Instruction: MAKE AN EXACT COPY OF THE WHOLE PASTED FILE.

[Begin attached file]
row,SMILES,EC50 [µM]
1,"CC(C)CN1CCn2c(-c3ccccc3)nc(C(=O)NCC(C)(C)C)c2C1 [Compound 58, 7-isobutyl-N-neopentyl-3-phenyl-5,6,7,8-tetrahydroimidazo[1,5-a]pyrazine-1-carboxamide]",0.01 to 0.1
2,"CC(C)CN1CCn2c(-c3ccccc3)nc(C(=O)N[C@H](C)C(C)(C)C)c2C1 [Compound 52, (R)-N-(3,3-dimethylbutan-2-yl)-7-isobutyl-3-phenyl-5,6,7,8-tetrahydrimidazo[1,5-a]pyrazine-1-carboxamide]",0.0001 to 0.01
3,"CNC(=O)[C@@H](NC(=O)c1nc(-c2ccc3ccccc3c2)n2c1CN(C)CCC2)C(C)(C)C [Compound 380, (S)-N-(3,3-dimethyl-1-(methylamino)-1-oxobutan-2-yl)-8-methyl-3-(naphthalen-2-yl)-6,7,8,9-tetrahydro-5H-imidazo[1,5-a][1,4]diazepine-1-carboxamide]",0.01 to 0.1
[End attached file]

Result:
row,SMILES,EC50 [µM]
1,"CC(C)CN1CCn2c(-c3ccccc3)nc(C(=O)NCC(C)(C)C)c2C1 [Compound 58, 7-isobutyl-N-neopentyl-3-phenyl-5,6,7,8-tetrahydroimidazo[1,5-a]pyrazine-1-carboxamide]",0.01 to 0.1
2,"CC(C)CN1CCn2c(-c3ccccc3)nc(C(=O)N[C@H](C)C(C)(C)C)c2C1 [Compound 52, (R)-N-(3,3-dimethylbutan-2-yl)-7-isobutyl-3-phenyl-5,6,7,8-tetrahydrimidazo[1,5-a]pyrazine-1-carboxamide]",0.0001 to 0.01
3,"CNC(=O)[C@@H](NC(=O)c1nc(-c2ccc3ccccc3c2)n2c1CN(C)CCC2)C(C)(C)C [Compound 380, (S)-N-(3,3-dimethyl-1-(methylamino)-1-oxobutan-2-yl)-8-methyl-3-(naphthalen-2-yl)-6,7,8,9-tetrahydro-5H-imidazo[1,5-a][1,4]diazepine-1-carboxamide]",0.01 to 0.1